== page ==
A personal note from me: Folks all over the Central District, Seattle, and beyond are mourning the tragic murder of D’Vonne Pickett, Jr. D’Vonne and his wife KeAnna started The Postman in 2018. They named their business in memory of D’Vonne’s grandfather, a letter carrier by trade. I don’t know the Pickett family personally but I know what they mean to the people and community around them. My heart goes out to D’Vonne’s family and everyone at The Postman. No amount of money is worth a life, but I encourage you to consider donating to support the Pickett family if you have the means to do so. You can also follow The Postman @thepostman_seattle.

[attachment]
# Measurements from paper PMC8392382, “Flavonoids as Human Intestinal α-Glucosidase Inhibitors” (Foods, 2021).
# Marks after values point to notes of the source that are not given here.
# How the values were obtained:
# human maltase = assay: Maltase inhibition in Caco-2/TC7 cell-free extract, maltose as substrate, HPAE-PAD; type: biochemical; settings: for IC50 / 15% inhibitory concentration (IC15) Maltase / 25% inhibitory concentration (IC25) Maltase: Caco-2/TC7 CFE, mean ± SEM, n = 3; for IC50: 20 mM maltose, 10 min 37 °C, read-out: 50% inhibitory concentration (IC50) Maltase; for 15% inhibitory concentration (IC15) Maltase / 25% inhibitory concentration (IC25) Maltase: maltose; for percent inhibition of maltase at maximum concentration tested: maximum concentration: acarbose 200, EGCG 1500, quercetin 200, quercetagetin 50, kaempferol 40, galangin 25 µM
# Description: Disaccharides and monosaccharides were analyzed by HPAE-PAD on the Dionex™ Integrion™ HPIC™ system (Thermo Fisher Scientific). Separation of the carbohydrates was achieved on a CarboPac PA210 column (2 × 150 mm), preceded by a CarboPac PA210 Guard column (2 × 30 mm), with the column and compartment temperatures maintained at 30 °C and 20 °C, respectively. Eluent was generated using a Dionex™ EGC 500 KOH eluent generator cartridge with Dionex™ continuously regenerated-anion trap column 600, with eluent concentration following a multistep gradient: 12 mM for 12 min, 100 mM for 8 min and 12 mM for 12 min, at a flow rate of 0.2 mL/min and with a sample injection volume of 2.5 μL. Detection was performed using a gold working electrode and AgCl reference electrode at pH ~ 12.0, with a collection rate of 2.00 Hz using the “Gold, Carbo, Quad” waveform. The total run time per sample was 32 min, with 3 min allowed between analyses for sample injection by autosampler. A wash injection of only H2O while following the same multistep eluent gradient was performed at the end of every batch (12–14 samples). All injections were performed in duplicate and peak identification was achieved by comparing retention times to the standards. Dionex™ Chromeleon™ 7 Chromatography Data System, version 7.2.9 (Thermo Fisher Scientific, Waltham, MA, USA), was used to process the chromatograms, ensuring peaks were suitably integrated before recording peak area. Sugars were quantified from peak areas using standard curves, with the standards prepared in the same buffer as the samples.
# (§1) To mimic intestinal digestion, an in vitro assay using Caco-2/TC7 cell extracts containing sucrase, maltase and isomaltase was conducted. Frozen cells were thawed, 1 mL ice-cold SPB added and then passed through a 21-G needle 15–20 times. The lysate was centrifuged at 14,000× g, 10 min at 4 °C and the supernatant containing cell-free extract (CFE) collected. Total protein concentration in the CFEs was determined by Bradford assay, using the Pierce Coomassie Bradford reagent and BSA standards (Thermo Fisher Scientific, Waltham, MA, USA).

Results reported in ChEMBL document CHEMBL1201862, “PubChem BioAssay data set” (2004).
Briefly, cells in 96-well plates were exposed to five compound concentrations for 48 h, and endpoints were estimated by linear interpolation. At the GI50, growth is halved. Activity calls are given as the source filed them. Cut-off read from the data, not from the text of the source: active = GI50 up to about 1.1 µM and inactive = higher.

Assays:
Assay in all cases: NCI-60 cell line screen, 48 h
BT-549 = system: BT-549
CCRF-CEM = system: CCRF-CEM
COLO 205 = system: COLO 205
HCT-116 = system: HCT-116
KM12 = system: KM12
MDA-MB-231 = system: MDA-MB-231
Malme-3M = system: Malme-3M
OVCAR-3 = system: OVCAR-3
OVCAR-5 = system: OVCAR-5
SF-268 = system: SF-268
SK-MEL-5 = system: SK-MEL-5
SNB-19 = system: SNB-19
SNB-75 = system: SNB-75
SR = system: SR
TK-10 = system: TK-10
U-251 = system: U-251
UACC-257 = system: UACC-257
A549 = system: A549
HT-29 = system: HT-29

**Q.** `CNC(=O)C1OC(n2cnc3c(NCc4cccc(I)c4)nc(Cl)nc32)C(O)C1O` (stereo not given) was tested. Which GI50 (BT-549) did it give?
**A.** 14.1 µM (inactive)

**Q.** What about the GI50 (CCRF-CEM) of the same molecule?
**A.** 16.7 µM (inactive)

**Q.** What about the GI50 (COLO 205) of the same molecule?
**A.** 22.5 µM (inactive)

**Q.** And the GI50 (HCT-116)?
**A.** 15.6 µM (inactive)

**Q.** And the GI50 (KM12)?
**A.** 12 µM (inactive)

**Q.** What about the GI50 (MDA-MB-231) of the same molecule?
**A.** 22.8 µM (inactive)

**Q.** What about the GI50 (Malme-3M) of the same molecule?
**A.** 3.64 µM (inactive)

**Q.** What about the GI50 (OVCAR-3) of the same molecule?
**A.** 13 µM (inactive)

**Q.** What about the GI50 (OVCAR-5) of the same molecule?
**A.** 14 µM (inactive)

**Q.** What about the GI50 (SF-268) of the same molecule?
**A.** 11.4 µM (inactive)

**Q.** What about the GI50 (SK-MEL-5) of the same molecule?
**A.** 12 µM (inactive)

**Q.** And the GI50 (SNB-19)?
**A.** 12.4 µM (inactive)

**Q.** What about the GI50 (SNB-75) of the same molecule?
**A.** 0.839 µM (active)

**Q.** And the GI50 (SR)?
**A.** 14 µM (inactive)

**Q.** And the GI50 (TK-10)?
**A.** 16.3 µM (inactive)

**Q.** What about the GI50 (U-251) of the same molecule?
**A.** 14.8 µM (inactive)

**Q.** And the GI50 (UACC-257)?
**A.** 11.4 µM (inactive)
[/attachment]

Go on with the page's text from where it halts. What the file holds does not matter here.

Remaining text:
I don’t like devil’s advocates. Someone will ask, “can I play devil’s advocate here?” The room always gives a resounding, “Sure, of course!” And then they deliver the grossest, most racist, dollars-over-people arguments anyone can make. Why do we tolerate this?
It’s a universal truth that people who sit at conference tables love making decisions. Those people make decisions without any connection to the consequences of their actions. Sometimes we get lucky and bring in an idea from outside the conference room’s echo chamber. Disconnected decision-makers will then debate the validity of ideas they didn’t come up with. In those rooms, there’s always someone who’s willing to take the contrary position. People call this ‘being the devil’s advocate.’ If we take an expansive position, they’ll take the restrictive one. It seems like their only goal is to be the “are we sure we need to do this?” person in the room.